Peter White who had played keyboards, acoustic and electric guitars on Year Of The Cat and Time Passages became a member of Shot In The Dark. He was joined by Robin Lamble on bass, percussion, acoustic guitar and backing vocals; flautist and alto saxophonist Bryan Savage; backing vocalist Krysia Kristianne and Adam Yurman who played electric guitar and added backing vocals. This was Al Stewart’s new band Shot In The Dark, who were augmented by some familiar faces.
Augmenting Shot In The Dark were drummers Russ Kunkel, Steve Chapman, Mark Sanders, Beau Segal and Toto’s Jeff Porcaro. They were joined by keyboardist Bob Marlette, violinist Jerry McMillan, the Incredible String Band’s Robin Williamson on mandocello, conga player Lenny Castro and Sylvia Woods on Celtic Harp. Adding additional backing vocals were Steeleye Span’s Ken Nicol and Harry Stinson. In total, seventeen musicians and backing vocalists worked on 24 Carrots during the sessions that took place during May 1980. However, one man who had played an important part in transforming Al Stewart’s career was missing.
This was producer Alan Parsons who had produced Modern Times, Year Of The Cat and Time Passages. Al Stewart felt that having recorded three albums with Alan Parsons it was time to move on and work with a different producer. Given Al Stewart had just enjoyed the most successful period of his career when working with Alan Parsons this was a huge gamble. However, he felt the need to change things around and brought in Chris Desmond to co-produce 24 Carrots at Davlen Studios in LA.
Incredibly, while Al Stewart was co-producing 24 Carrots he was also the co-producer of Shot In The Dark’s eponymous debut album. It was released on Robert Stogwood’s RSO Records in 1981. By then, 24 Carrots had been released by Al Stewart.
Instead of a split release date 24 Carrots was released worldwide on the ’20th’ of August 1980. The lead single Midnight Rocks reached twenty-four on the US Billboard 100 and fifty in Australia. After this, Mondo Sinistro and Paint By Numbers were released as singles but neither charted. Meanwhile, 24 Carrots was released to plaudits and praise and reached thirty-seven in the US Billboard 200, fifty-five in Britain and fifty-one in Australia. There were no glittering prizes for the first album of the post Alan Parsons’ era.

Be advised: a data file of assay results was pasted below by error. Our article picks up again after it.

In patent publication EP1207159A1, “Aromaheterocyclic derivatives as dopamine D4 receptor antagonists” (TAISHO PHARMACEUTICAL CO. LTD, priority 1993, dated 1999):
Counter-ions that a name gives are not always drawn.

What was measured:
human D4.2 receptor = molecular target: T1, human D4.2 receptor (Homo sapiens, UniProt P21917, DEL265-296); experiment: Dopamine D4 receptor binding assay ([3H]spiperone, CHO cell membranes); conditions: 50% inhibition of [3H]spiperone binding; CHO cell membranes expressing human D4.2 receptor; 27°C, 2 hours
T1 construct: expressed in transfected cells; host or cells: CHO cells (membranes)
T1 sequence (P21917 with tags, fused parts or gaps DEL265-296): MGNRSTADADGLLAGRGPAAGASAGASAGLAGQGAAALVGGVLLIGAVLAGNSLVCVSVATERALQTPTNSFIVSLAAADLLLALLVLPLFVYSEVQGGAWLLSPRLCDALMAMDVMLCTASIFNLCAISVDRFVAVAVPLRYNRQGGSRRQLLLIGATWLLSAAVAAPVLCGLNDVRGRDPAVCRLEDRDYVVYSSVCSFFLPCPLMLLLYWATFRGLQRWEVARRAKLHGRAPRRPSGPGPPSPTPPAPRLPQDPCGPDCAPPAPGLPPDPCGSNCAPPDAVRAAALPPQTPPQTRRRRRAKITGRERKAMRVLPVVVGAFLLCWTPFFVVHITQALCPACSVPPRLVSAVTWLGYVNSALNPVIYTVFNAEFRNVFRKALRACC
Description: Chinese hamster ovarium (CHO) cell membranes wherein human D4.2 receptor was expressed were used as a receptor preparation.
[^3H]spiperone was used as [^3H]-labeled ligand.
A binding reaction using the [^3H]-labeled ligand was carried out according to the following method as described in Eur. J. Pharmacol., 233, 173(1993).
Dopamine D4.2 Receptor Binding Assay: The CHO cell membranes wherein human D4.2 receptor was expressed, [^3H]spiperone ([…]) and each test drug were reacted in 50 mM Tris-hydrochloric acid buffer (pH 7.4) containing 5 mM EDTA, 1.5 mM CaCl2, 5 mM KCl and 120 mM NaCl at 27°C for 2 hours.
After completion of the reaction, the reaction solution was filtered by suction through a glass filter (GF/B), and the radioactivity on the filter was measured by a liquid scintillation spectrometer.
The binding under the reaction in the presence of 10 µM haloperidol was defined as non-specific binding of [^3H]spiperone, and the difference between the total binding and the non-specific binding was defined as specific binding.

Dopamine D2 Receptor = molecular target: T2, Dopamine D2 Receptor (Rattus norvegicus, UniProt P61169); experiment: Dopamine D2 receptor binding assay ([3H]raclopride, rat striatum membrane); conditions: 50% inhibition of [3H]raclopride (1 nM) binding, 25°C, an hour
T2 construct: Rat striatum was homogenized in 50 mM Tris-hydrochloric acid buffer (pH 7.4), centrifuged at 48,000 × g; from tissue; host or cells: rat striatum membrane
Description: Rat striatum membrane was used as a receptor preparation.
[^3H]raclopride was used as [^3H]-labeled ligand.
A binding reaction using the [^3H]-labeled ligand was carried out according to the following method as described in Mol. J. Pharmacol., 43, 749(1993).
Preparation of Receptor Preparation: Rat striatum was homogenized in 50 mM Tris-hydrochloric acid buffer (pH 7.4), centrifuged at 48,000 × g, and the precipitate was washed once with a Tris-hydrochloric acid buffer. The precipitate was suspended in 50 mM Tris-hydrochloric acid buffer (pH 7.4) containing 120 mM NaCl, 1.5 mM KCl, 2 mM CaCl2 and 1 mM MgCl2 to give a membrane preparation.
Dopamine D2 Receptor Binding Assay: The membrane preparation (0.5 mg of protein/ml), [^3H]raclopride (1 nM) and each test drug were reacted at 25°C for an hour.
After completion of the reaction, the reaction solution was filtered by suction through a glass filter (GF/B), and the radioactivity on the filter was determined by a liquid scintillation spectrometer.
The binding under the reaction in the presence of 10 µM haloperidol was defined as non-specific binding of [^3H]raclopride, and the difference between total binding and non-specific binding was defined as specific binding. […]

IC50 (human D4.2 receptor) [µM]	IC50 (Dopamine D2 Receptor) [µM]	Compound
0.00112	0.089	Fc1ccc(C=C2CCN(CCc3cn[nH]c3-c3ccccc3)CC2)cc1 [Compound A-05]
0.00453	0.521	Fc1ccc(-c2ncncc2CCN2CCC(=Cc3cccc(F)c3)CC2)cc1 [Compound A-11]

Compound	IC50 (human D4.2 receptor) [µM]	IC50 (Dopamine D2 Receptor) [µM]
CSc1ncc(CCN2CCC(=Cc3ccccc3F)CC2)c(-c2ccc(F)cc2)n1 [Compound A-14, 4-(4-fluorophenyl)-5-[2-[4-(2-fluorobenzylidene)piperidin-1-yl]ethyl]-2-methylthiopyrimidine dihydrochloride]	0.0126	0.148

24 Carrots featured future Al Stewart classics including Running Man and Merlin’s Time as well fans’ favourites like the hit single Midnight Rocks and Murmansk Run/Ellis Island. While the album featured Al Stewart’s much-loved cerebral and cinematic folk rock sound, some tracks showcased a new, harder, rockier sound. This was quite different to what featured on previous albums and led some critics to speculate if someone had been offering an artist who had just released two million selling albums in America some unwanted advice?
One theory was that Arista and Clive Davis wanted more commercial sounding songs that could be released as a single. This wouldn’t have been the first time the veteran music executive had offered his advice to a successful artist.
By then, Al Stewart was playing to larger audiences and some nights 2,500 to 3,000 came to hear hits like Year Of The Cats and Time Passages. However, that was just part of the story and veterans of his music came to expect tracks from the early part of his career including albums like 1967s Bed-Sitter Images, 1969s Love Chronicles, 1970s Zero She Flies, 1972s Orange and 1973s Past, Present and Future. These were the albums that Al Stewart released before teaming up with producer Alan Parsons. Anyone expecting to hear song after song like Year Of The Cats and Time Passages was in for a surprise. However, if they gave the older material a chance they were in for a pleasant surprise as Al Stewart was one of Britain’s finest folk singers and a talented songwriter who painted pictures with his lyrics.